The details of Yahoo CEO Marissa Meyer's lucrative pay packet

The details of Yahoo CEO Marissa Meyer's lucrative pay packet

Summary: The release of Yahoo's offer letter gives the new Yahoo CEO a base of $1 million annually, plus a number of stocks and bonuses.

TOPICS: Tech Industry

The release of Yahoo's offer letter gives the new Yahoo CEO a base of $1 million annually, plus a number of stocks and bonuses.


Yahoo filed regulatory documents with the SEC on Thursday, disclosing how much it will pay its new CEO Marissa Mayer. The entire offer letter has been submitted, dated July 16 2012.

The compensation package could result in salary, bonuses and stock of over $70 million if the newly appointed CEO stays at the company for five years.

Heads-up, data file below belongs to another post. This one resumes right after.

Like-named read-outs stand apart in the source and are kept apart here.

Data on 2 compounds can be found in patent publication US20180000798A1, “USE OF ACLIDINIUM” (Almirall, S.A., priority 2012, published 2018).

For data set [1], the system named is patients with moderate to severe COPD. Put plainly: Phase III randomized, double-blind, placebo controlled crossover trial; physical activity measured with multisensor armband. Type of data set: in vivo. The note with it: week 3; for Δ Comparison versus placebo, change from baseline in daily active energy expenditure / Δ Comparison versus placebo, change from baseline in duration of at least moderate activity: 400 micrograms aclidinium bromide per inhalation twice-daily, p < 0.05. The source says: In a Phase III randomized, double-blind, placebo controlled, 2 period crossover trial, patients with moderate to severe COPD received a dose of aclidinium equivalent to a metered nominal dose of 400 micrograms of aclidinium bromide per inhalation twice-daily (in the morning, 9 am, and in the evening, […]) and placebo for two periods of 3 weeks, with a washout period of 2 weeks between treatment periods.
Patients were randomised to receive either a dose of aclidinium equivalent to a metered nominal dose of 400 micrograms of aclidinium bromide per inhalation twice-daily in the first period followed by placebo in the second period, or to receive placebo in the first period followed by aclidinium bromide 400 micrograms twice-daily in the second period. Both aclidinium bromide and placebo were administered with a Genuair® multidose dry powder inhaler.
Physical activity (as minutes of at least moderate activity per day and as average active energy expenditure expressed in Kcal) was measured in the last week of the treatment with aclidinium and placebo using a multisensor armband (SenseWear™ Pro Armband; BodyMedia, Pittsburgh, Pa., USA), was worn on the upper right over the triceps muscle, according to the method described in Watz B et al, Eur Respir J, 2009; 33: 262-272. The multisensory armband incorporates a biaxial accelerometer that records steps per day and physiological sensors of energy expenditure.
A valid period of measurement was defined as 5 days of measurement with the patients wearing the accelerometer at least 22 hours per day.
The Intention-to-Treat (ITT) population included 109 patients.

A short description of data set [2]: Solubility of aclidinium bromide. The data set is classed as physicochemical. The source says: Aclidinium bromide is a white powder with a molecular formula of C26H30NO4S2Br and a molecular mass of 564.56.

The pay package includes $1 million in annual salary -- balancing out to $83,333.33 per month. Meyer can also make $2 to $4 million through an annual bonus scheme.

The new Yahoo CEO's equity awards rack up to $12 million in company stock, split between restricted stock units and options.

After leaving Google, the company Meyer originally joined 13 years ago as its 20th employee and first female engineer, Yahoo has offered $14 million in "making whole restricted options" for forfeiture of compensation from Google stocks.

She will also be eligible to participate in an incentive plan that will pay her 200 percent of her annual base salary with a 2012 maximum of 400 percent of her salary if she exceeds her targets. Realistically, this could bring in between $2 million to $4 million more per year.

The offer letter also states that Mayer will receive a "one-time retention equity award" of $30 million.

Within hours of the announcement of her new appointment being made, Mayer also said that she and her husband Zachary Bogue were expecting their first child, due in October. Mayer has said that Yahoo directors knew about her condition during the hiring process, and the new CEO plans to work throughout a short maternity leave.